The FHWA is committed to improving mobility on the nation’s roads and to lowering the cost of building and maintaining highways and bridges in serviceable condition. Mobility will be improved by eliminating deficient bridges, by speeding up the repair process and by fixing or building bridges that will require less frequent maintenance and repair in the future.
What is becoming increasingly obvious is that improved (i.e., high-performance) versions of traditional bridge materials are critical to the FHWA’s goals of eliminating deficient bridges and making bridges serve longer at lower total (life-cycle) cost.
Follow the money
Bridges on all public roads are eligible for IBRC funding, but applications must be submitted through a state DOT. While funds can be requested for both preliminary engineering and construction work, priority consideration is given to construction work. FHWA also encourages the use of IBRC funds to cover the costs of instrumentation and monitoring and evaluation of the performance of the innovative materials both during and after construction. Other selection criteria include whether the project meets one or more of the goals of the program, incorporates materials that are readily available, is ready or nearly ready to proceed to the construction phase and has a design with potentially widespread application.
The IBRC program is funded for six years through fiscal year 2003 at a total authorized level of $102 million. As of fiscal year 2001, 157 projects had been selected for funding. Seventeen million dollars will be available for construction projects in fiscal year 2002 and a similar amount in fiscal year 2003. The program funding runs out after fiscal year 2003, but under the program the FHWA will continue to evaluate experience on the various projects and will disseminate information on lessons learned.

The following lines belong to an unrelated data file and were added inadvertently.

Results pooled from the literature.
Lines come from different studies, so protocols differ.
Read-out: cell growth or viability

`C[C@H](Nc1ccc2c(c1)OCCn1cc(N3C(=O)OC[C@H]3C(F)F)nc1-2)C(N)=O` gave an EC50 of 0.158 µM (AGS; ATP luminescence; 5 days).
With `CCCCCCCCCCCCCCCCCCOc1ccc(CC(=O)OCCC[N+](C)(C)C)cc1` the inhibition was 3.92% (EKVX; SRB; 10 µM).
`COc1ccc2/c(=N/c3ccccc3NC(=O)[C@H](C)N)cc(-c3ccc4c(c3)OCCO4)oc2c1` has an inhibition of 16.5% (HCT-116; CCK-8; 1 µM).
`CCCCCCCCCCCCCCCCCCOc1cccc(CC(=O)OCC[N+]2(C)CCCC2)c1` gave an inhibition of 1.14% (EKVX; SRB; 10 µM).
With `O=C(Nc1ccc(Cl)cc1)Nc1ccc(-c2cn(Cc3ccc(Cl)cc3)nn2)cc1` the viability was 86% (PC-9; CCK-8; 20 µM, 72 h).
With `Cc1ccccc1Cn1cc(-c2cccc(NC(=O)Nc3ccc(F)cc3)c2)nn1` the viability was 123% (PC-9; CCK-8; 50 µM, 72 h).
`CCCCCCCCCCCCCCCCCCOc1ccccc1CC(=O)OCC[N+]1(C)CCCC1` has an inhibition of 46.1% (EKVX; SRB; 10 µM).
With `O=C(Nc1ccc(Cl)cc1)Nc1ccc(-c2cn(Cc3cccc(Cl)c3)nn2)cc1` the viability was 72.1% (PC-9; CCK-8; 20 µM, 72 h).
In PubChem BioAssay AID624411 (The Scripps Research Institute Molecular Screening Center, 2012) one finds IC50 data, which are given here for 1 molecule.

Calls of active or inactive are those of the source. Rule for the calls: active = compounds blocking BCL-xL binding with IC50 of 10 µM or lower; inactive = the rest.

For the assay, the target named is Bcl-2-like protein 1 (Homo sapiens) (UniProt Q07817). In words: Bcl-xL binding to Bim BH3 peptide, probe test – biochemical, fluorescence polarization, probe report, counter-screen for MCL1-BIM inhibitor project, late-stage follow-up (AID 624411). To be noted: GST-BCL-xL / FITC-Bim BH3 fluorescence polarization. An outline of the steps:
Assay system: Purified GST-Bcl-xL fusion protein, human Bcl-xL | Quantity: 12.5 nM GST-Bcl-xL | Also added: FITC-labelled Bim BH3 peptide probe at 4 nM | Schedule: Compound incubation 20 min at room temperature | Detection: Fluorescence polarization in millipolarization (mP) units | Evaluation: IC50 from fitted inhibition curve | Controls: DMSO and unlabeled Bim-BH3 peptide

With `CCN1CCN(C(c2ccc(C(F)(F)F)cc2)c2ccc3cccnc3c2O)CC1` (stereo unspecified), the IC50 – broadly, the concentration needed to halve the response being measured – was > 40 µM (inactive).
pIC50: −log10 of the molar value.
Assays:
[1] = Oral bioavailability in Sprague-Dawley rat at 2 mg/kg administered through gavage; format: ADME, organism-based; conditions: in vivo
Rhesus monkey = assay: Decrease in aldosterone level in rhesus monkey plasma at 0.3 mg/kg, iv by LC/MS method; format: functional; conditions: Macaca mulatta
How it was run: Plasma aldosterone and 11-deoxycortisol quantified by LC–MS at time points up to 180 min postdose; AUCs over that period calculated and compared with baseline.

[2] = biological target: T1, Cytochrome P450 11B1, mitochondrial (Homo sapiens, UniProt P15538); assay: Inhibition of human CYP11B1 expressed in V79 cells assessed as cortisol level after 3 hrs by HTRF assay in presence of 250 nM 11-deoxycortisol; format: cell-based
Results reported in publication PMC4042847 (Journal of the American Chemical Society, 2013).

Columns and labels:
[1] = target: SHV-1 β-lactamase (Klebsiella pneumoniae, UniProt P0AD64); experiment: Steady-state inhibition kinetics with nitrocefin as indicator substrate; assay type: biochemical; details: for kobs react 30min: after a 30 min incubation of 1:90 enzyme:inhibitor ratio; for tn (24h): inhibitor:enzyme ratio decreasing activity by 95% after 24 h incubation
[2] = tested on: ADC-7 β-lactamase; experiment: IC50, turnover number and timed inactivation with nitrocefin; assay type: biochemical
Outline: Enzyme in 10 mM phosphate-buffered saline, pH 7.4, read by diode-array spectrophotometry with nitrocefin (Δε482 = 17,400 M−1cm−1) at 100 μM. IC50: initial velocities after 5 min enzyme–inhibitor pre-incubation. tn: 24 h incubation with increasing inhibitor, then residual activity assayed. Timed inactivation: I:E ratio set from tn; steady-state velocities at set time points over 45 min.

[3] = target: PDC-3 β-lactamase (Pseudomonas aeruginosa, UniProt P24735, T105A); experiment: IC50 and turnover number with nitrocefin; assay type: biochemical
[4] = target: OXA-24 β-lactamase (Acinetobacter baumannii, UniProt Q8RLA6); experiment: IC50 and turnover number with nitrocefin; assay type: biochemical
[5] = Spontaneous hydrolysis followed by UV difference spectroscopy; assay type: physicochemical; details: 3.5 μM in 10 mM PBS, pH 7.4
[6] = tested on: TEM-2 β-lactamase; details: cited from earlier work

By the time the program expires, IBRC funds will have supported the construction or rehabilitation of an estimated 250 bridges with innovative materials. The lessons learned from some completed IBRC projects are encouraging and show the potential for considerable improvements in cost, service life and service capacity on bridges regardless of size and traffic volume.
HPC is one of the most important and far-reaching products developed under the Strategic Highway Research Program of the 1980s. The concept—concrete engineered to meet the service requirements for site-specific field conditions—has enormous potential for application in reinforced and prestressed concrete bridge elements as well as for concrete highway pavements. The goal is long-term performance and, specifically for bridges, the enhanced ability to build bridges with service lives of 75 to 100 years.
With funding from the IBRC program, the Virginia DOT has initiated a project to evaluate the use of structural lightweight HPC in prestressed bridge girders. The lightweight aggregate is a rotary kiln expanded slate. The low-permeability mix design also used 40% slag, with a total of 752 lb of cementitious material. The water-to-cementitious material ratio was 0.32.